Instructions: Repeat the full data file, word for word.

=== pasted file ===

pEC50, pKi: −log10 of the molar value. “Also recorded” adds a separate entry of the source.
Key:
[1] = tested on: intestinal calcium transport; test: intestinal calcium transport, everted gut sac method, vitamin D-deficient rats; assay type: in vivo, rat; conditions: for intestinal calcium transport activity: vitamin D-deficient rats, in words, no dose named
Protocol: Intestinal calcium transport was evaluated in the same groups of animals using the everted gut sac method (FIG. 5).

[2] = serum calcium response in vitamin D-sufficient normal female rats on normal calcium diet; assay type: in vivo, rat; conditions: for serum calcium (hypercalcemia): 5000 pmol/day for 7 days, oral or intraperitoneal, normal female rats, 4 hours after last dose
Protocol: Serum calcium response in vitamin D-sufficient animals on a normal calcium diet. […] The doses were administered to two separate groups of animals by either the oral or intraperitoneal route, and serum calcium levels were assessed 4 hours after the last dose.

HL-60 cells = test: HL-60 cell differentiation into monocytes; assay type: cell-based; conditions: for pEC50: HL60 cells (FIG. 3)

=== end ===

pEC50, pKi: −log10 of the molar value. “Also recorded” adds a separate entry of the source.
Key:
[1] = tested on: intestinal calcium transport; test: intestinal calcium transport, everted gut sac method, vitamin D-deficient rats; assay type: in vivo, rat; conditions: for intestinal calcium transport activity: vitamin D-deficient rats, in words, no dose named
Protocol: Intestinal calcium transport was evaluated in the same groups of animals using the everted gut sac method (FIG. 5).

[2] = serum calcium response in vitamin D-sufficient normal female rats on normal calcium diet; assay type: in vivo, rat; conditions: for serum calcium (hypercalcemia): 5000 pmol/day for 7 days, oral or intraperitoneal, normal female rats, 4 hours after last dose
Protocol: Serum calcium response in vitamin D-sufficient animals on a normal calcium diet. […] The doses were administered to two separate groups of animals by either the oral or intraperitoneal route, and serum calcium levels were assessed 4 hours after the last dose.

HL-60 cells = test: HL-60 cell differentiation into monocytes; assay type: cell-based; conditions: for pEC50: HL60 cells (FIG. 3)